The main complaints are about noise-cancelling performance (35%), the overpowering bass (30%), and overly-dynamic sound (10%). Users also complained about battery power (15%).

SMS Audio 50 by 50 Cent is another attempt to outdo Dr Dre, partly through the use of the KLEER wireless system. Unfortunately, this is the main source of user complaints (30%). Other criticisms are muddy sounds, overpowering bass, and uncomfortable fit (20% each). FixYa says: "Decidedly worse than Beats by Dre and Soul by Ludacris, the SMS Audio 50 is bursting with uninspiring music quality, overwhelming bass, and various other issues that make the headphone one of the most disappointing amongst celebrity headphones."

As FixYa's report points out, there are much better-sounding wireless headphones that also use KLEER, such as the Sennheiser RS 180 and cheaper R 160 models.

So, if you really want celebrity headphones and don't want to pay House of Marley prices, the best choice looks like Jay-Z's Skullcandy Roc Nation Aviators. FixYa says this is "truly a splendid headphone that can match up with the best in the market" and "one of the better values". The main complaints -- all rated 20% -- are the light bass and over-bright sound, plus the effects of outside noise.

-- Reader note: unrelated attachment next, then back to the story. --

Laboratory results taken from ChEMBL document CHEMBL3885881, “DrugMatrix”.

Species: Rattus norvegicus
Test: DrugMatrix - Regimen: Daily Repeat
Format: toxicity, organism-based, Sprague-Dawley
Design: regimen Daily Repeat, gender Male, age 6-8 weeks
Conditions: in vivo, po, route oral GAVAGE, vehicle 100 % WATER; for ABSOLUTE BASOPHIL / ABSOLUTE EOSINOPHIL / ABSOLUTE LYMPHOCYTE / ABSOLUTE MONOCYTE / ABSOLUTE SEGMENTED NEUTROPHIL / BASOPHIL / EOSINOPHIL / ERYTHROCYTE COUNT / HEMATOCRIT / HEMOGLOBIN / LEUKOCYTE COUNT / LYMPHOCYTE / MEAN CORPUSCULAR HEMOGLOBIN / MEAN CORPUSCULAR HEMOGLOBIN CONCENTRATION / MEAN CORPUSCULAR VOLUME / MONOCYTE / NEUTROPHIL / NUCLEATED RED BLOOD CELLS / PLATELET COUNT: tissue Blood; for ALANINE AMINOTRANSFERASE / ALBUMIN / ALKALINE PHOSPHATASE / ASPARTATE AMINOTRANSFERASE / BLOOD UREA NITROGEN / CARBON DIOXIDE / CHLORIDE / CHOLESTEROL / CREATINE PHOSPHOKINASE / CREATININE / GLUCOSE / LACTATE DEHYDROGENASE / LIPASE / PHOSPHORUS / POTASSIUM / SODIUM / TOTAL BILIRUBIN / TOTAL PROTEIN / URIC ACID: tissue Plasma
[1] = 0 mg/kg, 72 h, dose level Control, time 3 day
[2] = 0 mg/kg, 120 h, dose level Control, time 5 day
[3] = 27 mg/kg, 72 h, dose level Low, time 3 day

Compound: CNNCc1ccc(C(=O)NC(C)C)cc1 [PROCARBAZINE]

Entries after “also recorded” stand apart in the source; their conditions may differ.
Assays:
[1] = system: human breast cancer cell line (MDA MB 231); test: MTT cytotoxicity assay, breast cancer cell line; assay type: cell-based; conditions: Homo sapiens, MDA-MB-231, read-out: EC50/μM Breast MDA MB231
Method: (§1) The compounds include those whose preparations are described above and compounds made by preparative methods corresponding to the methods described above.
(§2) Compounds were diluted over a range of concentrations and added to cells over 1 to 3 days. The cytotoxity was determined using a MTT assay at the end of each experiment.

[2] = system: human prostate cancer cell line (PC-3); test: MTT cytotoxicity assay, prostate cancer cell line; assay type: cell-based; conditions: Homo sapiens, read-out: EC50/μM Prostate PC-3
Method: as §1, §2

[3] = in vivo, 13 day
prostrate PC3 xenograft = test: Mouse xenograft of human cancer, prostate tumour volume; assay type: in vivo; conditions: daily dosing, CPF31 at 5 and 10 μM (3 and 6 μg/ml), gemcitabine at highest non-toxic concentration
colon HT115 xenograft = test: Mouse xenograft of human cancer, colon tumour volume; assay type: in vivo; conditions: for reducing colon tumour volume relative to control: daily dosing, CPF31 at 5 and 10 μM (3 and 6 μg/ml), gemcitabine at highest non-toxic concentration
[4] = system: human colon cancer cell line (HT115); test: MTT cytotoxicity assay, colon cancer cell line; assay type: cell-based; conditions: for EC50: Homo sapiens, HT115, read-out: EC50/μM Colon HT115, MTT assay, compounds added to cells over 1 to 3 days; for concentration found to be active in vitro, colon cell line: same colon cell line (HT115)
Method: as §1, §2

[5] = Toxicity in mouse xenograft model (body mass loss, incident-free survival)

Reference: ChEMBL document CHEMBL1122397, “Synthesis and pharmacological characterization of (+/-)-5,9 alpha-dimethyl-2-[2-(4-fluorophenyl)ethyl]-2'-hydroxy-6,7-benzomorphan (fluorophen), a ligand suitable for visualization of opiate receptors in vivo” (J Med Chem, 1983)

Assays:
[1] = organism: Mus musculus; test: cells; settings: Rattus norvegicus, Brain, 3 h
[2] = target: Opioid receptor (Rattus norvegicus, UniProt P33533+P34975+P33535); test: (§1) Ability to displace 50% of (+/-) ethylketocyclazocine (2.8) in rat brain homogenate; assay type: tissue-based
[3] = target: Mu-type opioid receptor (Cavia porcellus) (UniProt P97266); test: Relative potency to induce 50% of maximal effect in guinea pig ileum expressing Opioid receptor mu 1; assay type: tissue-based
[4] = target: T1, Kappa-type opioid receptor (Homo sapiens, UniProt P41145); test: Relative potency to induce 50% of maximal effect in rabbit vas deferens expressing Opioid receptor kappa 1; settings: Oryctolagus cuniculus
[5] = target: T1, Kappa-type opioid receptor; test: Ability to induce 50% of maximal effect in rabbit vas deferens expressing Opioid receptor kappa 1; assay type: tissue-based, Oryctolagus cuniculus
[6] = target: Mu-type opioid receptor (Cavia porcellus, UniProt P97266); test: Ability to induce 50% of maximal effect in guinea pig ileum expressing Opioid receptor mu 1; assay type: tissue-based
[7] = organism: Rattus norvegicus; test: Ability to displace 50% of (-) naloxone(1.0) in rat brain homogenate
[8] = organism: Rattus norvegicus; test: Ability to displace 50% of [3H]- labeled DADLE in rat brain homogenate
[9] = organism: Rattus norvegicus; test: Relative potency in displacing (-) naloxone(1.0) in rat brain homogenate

The Roc Nation Aviators also have durability issues. FixYa says they can be adjusted in numerous ways so you can wear them how you want, but the downside to their malleability is "the tendency to become loose after prolonged use."

The report doesn't contain anything that will give Bose and other major suppliers a headache, but you could certainly consider a pair of House of Marley TTR Destiny headphones if you want to look trendy. As long as you like bass. Meanwhile the Bose QuietComfort 15 headphones work very well, are comfortable to wear, and are a safe choice if you don't mind being a bit dull and boring.

For sound quality enthusiasts prepared to fly with larger, less convenient cans, I think the top model to audition is probably the Sennheiser HD 380 Pro, with the Audio-Technica QuietPoint ATH-ANC7b becoming something of a modern classic. The AKG K495 NC is also worth hearing if you want on-ear rather than over-ear headphones.

Topics: Travel Tech, After Hours

Jack Schofield

About Jack Schofield

Jack Schofield spent the 1970s editing photography magazines before becoming editor of an early UK computer magazine, Practical Computing. In 1983, he started writing a weekly computer column for the Guardian, and joined the staff to launch the newspaper's weekly computer supplement in 1985. This section launched the Guardian’s first website and, in 2001, its first real blog. When the printed section was dropped after 25 years and a couple of reincarnations, he felt it was a time for a change....